March 20, 2022 The Third Sunday of Lent (Cycle C)
The tie in between today’s readings is: Sacred Space
God’s holiness is very mysterious. Granted, no one can really fathom any of the Almighty’s characteristics. We see His power in a tornado and run from it. We marvel at His creation from the atom to the Super Nova. But, when it comes to holiness, we are totally clueless. There is no basis of comparison. It can’t be measured as more or less of something. Holiness is a state of being at the very core of the Supreme Being. It is rigid and exclusive. You either are or you aren’t holy and if you aren’t, you’re out! For fallen mankind this is a most terrifying prospect. Biblical encounters with God’s holiness, as we see with the prophet Isaiah, are traumatic. It is only by His mercy that we are not duly disintegrated due our corrupt state against His Divine Nature. So how does a loving God even begin to have a relationship with sinful humans who, if magically transported to heaven, would make the angels vomit? Well, you start by clearing off a sacred space.
A sacred space is where God’s purifies a vicinity for His presence in order to associate with men. Our reading in Exodus 3:1-15 is full of sacred space features. On Mt. Horeb God calls to Moses from the midst of the burning bush and tells him to take off his shoes because the ground is holy. The mountain and the bush take on prominence as sacred spaces. Before Moses goes to Pharaoh for the Exodus mission, the Lord guarantees success and tells him that they will worship Him on this holy mountain where they were now standing. YHWH will make them His holy people, showing that a person can even become sacred space themselves. In their upcoming conquest of the Promised Land, the presence of YHWH in the tabernacle makes their entire camp a sacred space. Later the temple in Jerusalem turns the whole geography of Israel sacred.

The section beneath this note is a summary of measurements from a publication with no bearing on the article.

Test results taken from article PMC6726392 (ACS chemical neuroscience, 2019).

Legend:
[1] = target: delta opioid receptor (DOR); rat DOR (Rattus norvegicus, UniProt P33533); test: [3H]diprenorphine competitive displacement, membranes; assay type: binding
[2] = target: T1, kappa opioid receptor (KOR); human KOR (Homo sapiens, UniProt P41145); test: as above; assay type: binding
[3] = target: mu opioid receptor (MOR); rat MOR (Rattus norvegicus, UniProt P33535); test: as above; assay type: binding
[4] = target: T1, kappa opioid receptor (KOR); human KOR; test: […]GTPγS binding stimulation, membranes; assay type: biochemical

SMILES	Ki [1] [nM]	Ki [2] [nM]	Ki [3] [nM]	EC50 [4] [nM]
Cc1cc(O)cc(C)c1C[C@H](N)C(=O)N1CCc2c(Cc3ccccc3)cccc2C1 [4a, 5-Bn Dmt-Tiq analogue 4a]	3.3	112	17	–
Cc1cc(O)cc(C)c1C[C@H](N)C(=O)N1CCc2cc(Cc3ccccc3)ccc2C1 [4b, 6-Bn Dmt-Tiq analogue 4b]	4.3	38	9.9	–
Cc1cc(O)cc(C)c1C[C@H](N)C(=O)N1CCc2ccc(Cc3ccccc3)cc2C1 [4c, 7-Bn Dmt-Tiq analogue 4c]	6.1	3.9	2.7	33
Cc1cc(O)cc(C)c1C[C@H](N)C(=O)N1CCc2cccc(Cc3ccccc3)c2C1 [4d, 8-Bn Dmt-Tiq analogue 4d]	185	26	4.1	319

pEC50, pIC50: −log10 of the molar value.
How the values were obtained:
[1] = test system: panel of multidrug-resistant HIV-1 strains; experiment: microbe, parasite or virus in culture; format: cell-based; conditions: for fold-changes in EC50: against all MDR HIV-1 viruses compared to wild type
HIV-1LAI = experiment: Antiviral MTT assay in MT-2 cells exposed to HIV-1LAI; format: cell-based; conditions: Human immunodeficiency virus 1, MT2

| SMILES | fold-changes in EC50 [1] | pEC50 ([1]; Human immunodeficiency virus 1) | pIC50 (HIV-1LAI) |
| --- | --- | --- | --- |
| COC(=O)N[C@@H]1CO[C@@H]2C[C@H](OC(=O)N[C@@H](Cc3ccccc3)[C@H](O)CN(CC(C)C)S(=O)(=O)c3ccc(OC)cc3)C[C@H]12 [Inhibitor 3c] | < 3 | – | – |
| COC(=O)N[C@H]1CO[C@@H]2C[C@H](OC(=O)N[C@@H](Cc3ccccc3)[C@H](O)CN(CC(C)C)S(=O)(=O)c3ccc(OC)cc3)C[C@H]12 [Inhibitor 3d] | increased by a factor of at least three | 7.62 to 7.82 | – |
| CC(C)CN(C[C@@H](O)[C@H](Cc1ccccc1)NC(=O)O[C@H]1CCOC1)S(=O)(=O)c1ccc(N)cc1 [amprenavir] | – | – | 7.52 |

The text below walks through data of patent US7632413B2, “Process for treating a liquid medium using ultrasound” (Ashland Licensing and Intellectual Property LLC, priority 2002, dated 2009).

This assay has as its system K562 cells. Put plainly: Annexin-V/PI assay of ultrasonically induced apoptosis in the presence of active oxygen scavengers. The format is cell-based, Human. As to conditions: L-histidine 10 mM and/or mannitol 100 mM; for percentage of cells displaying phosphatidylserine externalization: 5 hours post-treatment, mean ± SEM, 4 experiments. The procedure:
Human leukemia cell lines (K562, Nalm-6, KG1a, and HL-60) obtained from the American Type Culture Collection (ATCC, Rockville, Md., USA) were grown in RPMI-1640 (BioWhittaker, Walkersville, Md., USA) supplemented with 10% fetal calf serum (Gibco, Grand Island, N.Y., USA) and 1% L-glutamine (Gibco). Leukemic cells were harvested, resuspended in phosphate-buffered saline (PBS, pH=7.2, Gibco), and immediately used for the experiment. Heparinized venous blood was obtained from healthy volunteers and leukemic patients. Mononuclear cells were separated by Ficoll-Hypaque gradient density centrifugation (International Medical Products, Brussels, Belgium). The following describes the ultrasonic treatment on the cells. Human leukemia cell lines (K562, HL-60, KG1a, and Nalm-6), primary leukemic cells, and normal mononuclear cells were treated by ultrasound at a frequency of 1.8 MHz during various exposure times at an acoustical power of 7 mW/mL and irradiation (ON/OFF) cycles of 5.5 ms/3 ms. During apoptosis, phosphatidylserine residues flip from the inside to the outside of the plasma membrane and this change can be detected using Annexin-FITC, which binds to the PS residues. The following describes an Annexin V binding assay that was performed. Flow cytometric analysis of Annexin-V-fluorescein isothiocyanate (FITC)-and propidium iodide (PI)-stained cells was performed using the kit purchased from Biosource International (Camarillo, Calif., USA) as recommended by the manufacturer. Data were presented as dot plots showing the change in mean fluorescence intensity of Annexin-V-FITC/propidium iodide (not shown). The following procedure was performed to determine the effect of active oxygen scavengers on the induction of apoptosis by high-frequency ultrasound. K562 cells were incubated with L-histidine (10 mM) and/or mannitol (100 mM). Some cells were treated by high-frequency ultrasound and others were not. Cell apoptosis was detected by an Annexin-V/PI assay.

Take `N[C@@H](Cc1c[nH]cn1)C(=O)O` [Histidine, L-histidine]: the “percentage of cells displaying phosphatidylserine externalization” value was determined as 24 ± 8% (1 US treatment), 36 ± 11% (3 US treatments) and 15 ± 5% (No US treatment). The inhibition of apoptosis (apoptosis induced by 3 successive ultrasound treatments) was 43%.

There is a tension, however, between the sinner and the sacred. God is a jealous God. He is all about the relationship and the relationship must be holy. What happens when you sin? How does it affect the God to man dynamic when you break the rules? Well, those who go with the cosmic karma model conclude that God will ZAP you. Good things happen to good people, but bad people better watch out. Jesus blows this point of view out of the water in our reading in Luke 13:1-9. Taking the headlines out of the morning edition of the Jerusalem Times, He asks the crowd if they thought the people crushed by the fallen tower were worse than any of them. Jesus drives home the point “No! but, unless you repent, you will perish. also!” Our Lord then launches into a parable about a fruitless fig tree. The owner is sick and tired of this tree not fulfilling its purpose. “Why does it even burden the ground?” he asks. The nuance here gives the tree a sinful persona. A good tree cooperates with its purpose and bears fruit, the bad tree doesn’t. So, a person or a nation occupying sacred space needs to live in character with the Holy. In the parable, mercy wins out and the Master gives every opportunity for a change. The moral then is that which is unholy cannot remain in sacred space, one of two things must happen.
The sinner must be removed. 1 Corinthians 10:1-12 gives a warning. Verses 1 to 4 chronicle the religious aspects of the Exodus. They were baptized into Moses through the Red Sea, ate manna, and drank from the Rock, all of which foreshadow the Messiah, all of which tied the children of Israel to God in their sacred space. But it failed to make many of them holy because it only connected to them on a physical level. It did not penetrate to their heart. They did not allow God to change their fallen nature. So, from verses 5-10, they lusted, committed idolatry, grumbled, and tested the Lord, until they were finally judged in dramatic fashion. From their example, God speaks loudly AND carries a big stick as a wakeup call to us. WATCH OUT! There will be an ultimate removal from My holy presence and into the outer darkness. This, in essence, is what hell is all about. Fortunately, there is another side to the coin.
The sinner must be changed. Psalm 103:1-11 praises God for His mercies. The Lord, among other things, pardons your iniquities, redeems you from the pit, crowns you with compassion, and does not deal with you according to your sin. Instead of judgment, He dispenses grace. But this only comes through Jesus’ sacrifice on the cross. Something amazing happens when you commit yourself to Christ as your Savior and Lord by faith. God changes your very nature and you become a real child of the Highest. The indwelling Holy Spirit makes your body a true temple. You actually become sacred space yourself and want to live accordingly! This change is so miraculous that the angels shout for joy every time they see it! So, my friend, the privilege of a relationship with God is ours. Repent if you need to but remember that time is short. Let none of us take His grace in Christ lightly. Be serious with the Lord. Walk in His presence. Live sacredly.